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Blazer76

7075 aluminum AK

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That's pretty sweet. A poly 1911 is possible. If Glock can do it with their boxy pistol (Glock guys don't hate, I own a Glock too, G27 Gen 4.) then a Poly frame is very possible. I'm not sure I'd want a poly mainspring housing but the frame by it's self is do-able for sure.

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I have one that I'm skinning in carbon fiber just for a cosmetic covering, but I've thought about making one kind of like a milled receiver with all the extra material milled out to create a "skeleton" frame. Then skin the skeleton in carbon fiber. That way you have steel on steel components, but 1/4 of the original milled weight. Not sure if it could handle the stresses, but I always thought it'd be interesting to try it.

 

Could do the same "skeleton" with 6061 T6 and use steel inserts for the carrier to slide on, like has been mentioned previously.

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I like the looks of the RR LAR-47 definitly heading in the right direction

 

can any one cut a bolt carrier out 7075 or 6061?

 

Im also wanting a gas tube/ hand gaurd system made

 

what I basicly want is a ultimak style gas tube with the factory gas tube reatainer so it doesnt have to use the bands

 

the lower hand gaurd would be like this http://store.carolin...rearm-Ar/Detail

but made to attach to the gas tube so that the front hand gaurd retainer would not be used and could be removed

 

oh and by the way Rock River is working on a poly 1911

 

Be careful with an aluminum BC. The lighter weight can reduce your lock time and speed the process up, good lock time aids good extraction. You may find you need a smaller gas port to compensate for the less mass/weight as it may require less energy to cycle the action.

 

Why not use a front handguard retainer like on the Tantal? It's a one piece deal for the upper and lower handguard. Simple and easy.

 

I heard about that Poly 1911. It can be done and the project definitely has my attention.

Edited by ShadowFire

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but thats the point is to speed things up, the smaller gas port is no problem cause I have a adjustable gas block (currently my gun has less recoil than a AR) so I shaved the sholders on each side and took quite a bit of weight off my BC, wich added more recoil no matter how much I turned the gas down so I had a Wolf extra power recoil spring, and that was the trick, now she cycles about 15% faster with less gas which stays behind the bullet, the hammer on my G2 was way to heavy so I took some weight off it too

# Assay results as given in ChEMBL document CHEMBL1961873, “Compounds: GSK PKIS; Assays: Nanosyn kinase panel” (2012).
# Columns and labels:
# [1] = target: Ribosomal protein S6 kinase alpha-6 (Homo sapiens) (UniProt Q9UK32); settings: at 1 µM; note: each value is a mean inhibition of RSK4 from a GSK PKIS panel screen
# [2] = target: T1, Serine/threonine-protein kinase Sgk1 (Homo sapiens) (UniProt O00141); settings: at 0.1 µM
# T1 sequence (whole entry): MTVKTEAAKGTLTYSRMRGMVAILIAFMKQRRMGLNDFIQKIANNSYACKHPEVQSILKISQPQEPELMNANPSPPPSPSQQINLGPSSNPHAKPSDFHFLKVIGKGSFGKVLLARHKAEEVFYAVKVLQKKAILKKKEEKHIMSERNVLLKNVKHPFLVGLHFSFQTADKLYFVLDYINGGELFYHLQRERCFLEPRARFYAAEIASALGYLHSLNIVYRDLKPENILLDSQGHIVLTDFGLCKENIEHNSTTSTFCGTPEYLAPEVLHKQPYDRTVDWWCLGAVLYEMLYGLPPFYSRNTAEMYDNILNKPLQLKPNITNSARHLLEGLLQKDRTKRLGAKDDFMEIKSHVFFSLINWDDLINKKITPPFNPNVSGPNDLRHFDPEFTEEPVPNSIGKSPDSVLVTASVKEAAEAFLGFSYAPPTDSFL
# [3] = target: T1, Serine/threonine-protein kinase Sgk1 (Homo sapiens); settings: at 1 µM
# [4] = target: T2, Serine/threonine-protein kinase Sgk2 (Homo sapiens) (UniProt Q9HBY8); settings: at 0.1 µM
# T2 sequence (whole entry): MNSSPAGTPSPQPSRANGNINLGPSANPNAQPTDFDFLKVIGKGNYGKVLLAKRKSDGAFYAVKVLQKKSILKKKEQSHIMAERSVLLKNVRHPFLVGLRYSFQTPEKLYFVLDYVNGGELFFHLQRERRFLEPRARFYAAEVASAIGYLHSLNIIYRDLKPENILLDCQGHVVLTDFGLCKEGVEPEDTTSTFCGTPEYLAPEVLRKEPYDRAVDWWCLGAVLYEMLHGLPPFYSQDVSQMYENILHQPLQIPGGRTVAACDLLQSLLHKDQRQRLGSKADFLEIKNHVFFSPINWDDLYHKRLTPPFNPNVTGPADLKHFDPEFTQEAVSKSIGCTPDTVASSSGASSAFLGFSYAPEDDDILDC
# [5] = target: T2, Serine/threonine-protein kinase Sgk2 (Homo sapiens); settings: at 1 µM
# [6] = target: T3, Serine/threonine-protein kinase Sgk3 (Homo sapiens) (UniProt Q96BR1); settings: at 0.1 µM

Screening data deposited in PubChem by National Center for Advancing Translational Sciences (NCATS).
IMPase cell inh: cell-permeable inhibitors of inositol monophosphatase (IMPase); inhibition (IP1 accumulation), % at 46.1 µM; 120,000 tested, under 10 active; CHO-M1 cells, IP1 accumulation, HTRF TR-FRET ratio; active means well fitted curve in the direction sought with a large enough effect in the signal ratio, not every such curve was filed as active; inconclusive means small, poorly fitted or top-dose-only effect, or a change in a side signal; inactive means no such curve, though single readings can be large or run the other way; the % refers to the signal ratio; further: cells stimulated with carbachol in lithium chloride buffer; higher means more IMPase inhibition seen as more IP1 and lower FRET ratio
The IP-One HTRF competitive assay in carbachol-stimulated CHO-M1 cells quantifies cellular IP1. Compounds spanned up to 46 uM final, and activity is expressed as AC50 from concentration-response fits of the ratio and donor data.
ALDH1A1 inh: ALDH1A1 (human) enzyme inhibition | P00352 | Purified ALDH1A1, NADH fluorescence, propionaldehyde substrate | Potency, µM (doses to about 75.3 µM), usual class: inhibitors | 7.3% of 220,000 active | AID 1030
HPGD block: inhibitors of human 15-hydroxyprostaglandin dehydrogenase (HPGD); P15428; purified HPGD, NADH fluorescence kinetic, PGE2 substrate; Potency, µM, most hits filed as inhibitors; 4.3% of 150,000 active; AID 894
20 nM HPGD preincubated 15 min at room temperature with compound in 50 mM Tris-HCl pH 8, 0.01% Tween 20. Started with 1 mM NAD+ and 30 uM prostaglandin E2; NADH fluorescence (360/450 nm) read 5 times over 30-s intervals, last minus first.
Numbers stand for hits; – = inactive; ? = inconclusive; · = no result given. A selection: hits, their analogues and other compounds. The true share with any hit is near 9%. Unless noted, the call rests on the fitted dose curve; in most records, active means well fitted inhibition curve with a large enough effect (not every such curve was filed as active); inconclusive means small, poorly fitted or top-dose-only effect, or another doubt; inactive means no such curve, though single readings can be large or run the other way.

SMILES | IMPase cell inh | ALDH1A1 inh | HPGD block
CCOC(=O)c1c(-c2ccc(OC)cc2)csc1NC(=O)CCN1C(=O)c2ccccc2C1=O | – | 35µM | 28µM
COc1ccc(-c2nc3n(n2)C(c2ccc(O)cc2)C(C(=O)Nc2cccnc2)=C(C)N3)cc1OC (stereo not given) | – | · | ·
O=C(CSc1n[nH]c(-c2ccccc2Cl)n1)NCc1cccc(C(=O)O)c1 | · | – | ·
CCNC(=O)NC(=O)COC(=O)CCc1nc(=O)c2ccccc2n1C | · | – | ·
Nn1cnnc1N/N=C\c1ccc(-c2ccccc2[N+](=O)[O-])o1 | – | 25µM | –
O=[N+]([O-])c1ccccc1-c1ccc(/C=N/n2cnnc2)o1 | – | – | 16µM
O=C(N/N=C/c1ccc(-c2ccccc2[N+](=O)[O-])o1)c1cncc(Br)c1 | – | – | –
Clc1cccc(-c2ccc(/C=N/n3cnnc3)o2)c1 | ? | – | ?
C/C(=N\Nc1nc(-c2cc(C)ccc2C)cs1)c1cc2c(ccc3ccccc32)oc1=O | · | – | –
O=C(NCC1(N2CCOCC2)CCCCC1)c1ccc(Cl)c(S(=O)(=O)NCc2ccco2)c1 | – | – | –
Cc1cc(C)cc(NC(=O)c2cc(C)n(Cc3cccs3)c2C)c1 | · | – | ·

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I finally skinned my 7.62x25 AK receiver in carbon fiber sheet. Would love to do a build with a skeletonized aluminum receiver clad in carbon fiber. They can now get the aluminum and steel to fuse together via "explosive welding", so that you could make your wear surfaces steel and the rest, aluminum.

post-34941-0-86531000-1335456745_thumb.jpg

post-34941-0-95616800-1335456765_thumb.jpg

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thats awsome, is that layed over a steel reciver? it would be cool to see handgards and but stocks made out of carbon fiber.

 

It would be interesting to see if caron fiber could take the stress but I dont see y it couldnt Bushmaster makes a carbon fiber AR reciver

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thats awsome, is that layed over a steel reciver? it would be cool to see handgards and but stocks made out of carbon fiber.

 

It would be interesting to see if caron fiber could take the stress but I dont see y it couldnt Bushmaster makes a carbon fiber AR reciver

My research into carbon fiber sheeting has revealed that the currently availible adhesives for it have low heat resistance. So its applications for fire arms is still somewhat limited.

Edited by poolingmyignorance

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Thanks Blazer. Yeah it's just layered over the stamped steel receiver. Here she is now that I've painted the non carbon fiber areas:

post-34941-0-62719300-1335980044_thumb.jpg

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Bushmaster's carbon fiber receiver is not really carbon fiber as we think of it when we see woven carbon fiber. It is fiber reinforced polymer, like the AUG and P90.

 

Not to say it isn't durable, my current carbon AR is a polymer lower, upper, stock, grip and FCG.

 

Experimental polymer AK's have been tested at IZH.

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so bushmasters AR is like ATI's stocks..... interesting

 

2nd have you tried making a pistol grip or stock? i jst watched some carbon fibre vids and it dosent look hard jst involved

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Blazer, no I haven't done anything along those lines. I just had some CF sheet laying around and said "hey I wonder what this would look like". Although we do have plenty of pre-preg carbon fiber at work, that I may have to think about doing some parts with. Kinda glad you said that. LOL.

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An aluminum receiver would be nice. The receiver can be either sheet metal or milled. I wouldn't want to mess with an aluminum bolt carrier, the stresses are too high unless you know how to redesign it. Riveting the aluminum would not be a problem, aircrat are riveted together. Make sure the rivet fills the holes to avoid elongaton. I like the carbon fiber receiver but the fasteners need to be treated to prevent galvanic corrosion more than aluminums will. At Douglas Aircraft they used titanium fasteners for the carbon fiber for that reason.

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A CF hand gaurd with bonded threaded inserts would be the best answer to any aluminum rail system

 

good info Uzi, the only part of the BC that would have isues would be where the BC slams into the trunion not sure if it could take it, but how do U know unless U try

 

see to me this is the type of forward thinking the AK industry needs. now we need someone to build one Im gonna send emails to NoDak Spud, AK builder and Firing line see if anyone bites